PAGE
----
The top national Republican leader on Friday visited Las Vegas to
criticize what he called President Barack Obama's "socialist-style"
health care reform, saying the 2-year-old law has increased costs,
hobbled the economy and put government in the way of private
A group of a dozen protesters held up pro-Obama health care signs as Republican National Committee Chairman Reince Priebus had a news conference outside a doctor's office with Nevada's Republican U.S. Sen. Dean Heller and U.S. Rep. Mark Amodei.
Priebus welcomed the demonstrators and said he hoped the 2012 election would center on whether Obama's health care reforms are helping or hurting Americans and Nevadans.
"I hope it is a referendum on Obamacare because we'll win in every battleground state in America," Priebus said. "And we'll fire Barack Obama and help save the country economically."
Priebus choose Nevada to attack Obama's Affordable Health Care Act because of its status as a key battleground that could determine whether the president wins a second term. Obama easily won the Silver State in 2008 but since has become less popular partly because of the divisive health care law.
The news conference comes before the U.S. Supreme Court on Monday starts hearing several days of oral arguments on the question of whether the law is constitutional. The most controversial part of the law would require every American to have health insurance.
Obama allies and Democrats argue the law already is helping millions of Americans and hundreds of thousands of Nevadans get better, and in some cases cheaper, health care.
Insurance companies no longer can deny coverage to people with "pre-existing conditions," and men and women younger than 26 years old can be covered by their parents' insurance under the law.
Prescription drug costs for seniors have gone down. And insurance companies no longer can require deductibles or co-payments for preventive care such as mammograms and colonoscopies.
Michael Ginsburg, one of the protest organizers, said Republicans have offered no health care solutions, while Democrats and Obama are working to help seniors, the disabled and others.
"They don't have any answers," Ginsburg said of Obama's GOP opponents.
Priebus argued that the law remains unpopular. He cited a recent national poll that suggested two-thirds of Americans would like to see the law or parts of it repealed as Republicans want.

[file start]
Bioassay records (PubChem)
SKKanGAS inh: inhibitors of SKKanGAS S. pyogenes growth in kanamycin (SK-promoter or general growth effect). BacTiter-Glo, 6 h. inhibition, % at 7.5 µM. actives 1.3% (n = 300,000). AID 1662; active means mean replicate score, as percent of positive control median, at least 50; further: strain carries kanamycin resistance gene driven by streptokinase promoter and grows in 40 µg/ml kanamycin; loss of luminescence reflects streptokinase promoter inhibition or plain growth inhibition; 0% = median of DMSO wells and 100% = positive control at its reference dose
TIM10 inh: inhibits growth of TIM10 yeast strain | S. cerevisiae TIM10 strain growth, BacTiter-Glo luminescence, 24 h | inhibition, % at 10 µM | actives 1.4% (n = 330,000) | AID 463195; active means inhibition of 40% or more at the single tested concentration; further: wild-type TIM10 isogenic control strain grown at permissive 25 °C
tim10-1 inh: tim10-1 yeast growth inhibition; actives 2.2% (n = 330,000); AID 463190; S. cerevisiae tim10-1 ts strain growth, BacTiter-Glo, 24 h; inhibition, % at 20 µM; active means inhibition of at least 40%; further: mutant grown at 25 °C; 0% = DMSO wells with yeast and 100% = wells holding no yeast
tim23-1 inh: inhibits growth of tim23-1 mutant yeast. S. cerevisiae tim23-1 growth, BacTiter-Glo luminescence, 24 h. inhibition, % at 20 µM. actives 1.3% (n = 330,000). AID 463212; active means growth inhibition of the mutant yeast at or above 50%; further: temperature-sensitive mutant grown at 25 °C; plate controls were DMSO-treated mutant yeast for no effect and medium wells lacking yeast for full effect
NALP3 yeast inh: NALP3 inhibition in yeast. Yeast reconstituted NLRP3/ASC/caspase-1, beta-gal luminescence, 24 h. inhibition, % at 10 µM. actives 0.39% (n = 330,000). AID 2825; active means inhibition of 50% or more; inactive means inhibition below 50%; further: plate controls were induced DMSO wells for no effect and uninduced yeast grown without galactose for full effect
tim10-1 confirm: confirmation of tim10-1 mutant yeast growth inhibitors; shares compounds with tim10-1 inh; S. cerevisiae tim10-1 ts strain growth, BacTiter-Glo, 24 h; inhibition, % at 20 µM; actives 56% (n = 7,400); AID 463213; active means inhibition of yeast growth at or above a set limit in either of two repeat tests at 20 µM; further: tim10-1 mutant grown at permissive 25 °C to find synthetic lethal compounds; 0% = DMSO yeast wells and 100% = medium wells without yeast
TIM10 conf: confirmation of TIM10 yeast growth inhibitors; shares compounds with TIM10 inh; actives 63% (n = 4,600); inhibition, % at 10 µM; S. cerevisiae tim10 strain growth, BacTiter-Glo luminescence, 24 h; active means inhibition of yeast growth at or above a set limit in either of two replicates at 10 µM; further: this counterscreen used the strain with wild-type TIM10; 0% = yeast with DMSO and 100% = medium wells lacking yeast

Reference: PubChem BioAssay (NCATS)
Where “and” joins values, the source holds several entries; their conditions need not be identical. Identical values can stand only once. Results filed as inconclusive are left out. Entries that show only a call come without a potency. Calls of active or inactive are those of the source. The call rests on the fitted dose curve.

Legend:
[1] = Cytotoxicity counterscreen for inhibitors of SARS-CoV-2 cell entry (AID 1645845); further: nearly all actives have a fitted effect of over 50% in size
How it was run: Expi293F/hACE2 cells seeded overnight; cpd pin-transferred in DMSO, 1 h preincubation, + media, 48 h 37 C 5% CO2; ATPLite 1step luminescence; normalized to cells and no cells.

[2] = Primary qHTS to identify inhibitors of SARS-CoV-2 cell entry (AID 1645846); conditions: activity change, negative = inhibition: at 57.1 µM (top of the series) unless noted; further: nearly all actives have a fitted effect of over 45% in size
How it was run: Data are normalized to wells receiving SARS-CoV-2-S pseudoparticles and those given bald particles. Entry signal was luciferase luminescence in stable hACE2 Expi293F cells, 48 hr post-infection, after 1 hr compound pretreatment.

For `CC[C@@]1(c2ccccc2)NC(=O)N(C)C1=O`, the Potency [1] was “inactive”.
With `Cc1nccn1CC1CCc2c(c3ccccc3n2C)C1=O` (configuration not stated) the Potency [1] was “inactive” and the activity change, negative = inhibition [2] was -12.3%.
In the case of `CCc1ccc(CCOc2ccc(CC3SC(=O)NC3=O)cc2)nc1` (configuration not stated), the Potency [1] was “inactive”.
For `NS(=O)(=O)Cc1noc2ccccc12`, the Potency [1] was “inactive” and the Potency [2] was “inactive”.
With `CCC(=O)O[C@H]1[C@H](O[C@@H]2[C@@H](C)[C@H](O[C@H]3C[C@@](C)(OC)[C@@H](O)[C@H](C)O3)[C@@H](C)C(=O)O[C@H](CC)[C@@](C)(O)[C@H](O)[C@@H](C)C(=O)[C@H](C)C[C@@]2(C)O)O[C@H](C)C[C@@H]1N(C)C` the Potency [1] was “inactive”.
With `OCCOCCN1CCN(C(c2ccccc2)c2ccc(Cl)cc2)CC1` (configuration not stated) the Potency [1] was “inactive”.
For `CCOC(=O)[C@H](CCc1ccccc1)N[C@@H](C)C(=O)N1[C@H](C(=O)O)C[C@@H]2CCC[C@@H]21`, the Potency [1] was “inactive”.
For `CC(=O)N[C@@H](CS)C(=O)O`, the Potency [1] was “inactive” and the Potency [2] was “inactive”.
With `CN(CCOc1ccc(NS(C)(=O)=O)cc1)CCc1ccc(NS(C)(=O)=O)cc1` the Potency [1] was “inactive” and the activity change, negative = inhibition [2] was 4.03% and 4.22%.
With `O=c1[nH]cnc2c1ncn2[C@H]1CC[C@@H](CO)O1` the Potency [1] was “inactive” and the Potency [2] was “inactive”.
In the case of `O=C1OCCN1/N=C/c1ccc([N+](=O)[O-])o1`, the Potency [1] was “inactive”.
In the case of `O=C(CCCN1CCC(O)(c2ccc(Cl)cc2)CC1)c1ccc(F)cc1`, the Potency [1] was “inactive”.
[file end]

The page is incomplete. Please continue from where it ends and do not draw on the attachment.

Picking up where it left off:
Asked about consumer-friendly portions of the law that seem popular, Priebus acknowledged Republicans do support certain elements of Obama's health care reforms but overall reject the law.
"There were certain provisions that Republicans did agree with, but this idea of a big Obamaworld, socialistic-style health care policy for all Americans - putting the power in the bureaucrats and away from the patients - is something that we totally reject," Priebus said.
Obama visited Southern Nevada earlier this week, stopping at a Boulder City solar plant to promote his energy policy. But he didn't talk about the health care law he signed two years ago on Friday.
"It's no secret why he's avoiding the topic," Priebus said, adding the law is "wildly unpopular."
GOP presidential front-runner Mitt Romney signed a similar law when he was governor of Massachusetts, making him vulnerable to arguments he is like Obama when it comes to government involvement in health care. Priebus dismissed such comparisons, saying a broad federal insurance mandate for all Americans is different than a state approving its own law.
"He promised again this morning that he would repeal the federal mandate if he's elected president," Priebus said of Romney. Other GOP contenders have vowed to do the same.
Heller slammed the law, saying he voted against it several times and voted to repeal it. He said the cost estimate of the law's provisions have gone from$900 billion to $1.7 trillion. At the same time, insurance premiums have gone up by 25 percent in the past two years, Heller added.
"There's one guarantee in the president's health care bill, and that's to guarantee every American, every Nevadan, has the same bad health care," Heller said. "That's the purpose of this bill."
In a teleconference with reporters Thursday, U.S. Sen. Harry Reid, D-Nev., defended the health care law. He was joined by a Hispanic nurses organization and a woman battling breast cancer.
The Obama administration also has sent statistics all week, touting benefits to Americans across the country and to Nevadans specifically. Some 477,000 Nevadans got preventive coverage with no cost-sharing thanks to the law. As well, seniors saved a total of $12 million on prescriptions, and some 22,640 young adults gained insurance coverage as a result of the new law, it said.
Nevada Democratic Party Chair Roberta Lange on Friday praised the president for making history by reforming health care to ensure Americans from all walks of life are covered one day.
"Two years ago with the stroke of a pen, President Obama achieved what no other president had accomplished for decades - comprehensive reforms that improve access to affordable health care coverage for all Americans and end the worst insurance company abuses," Lange said in a statement.
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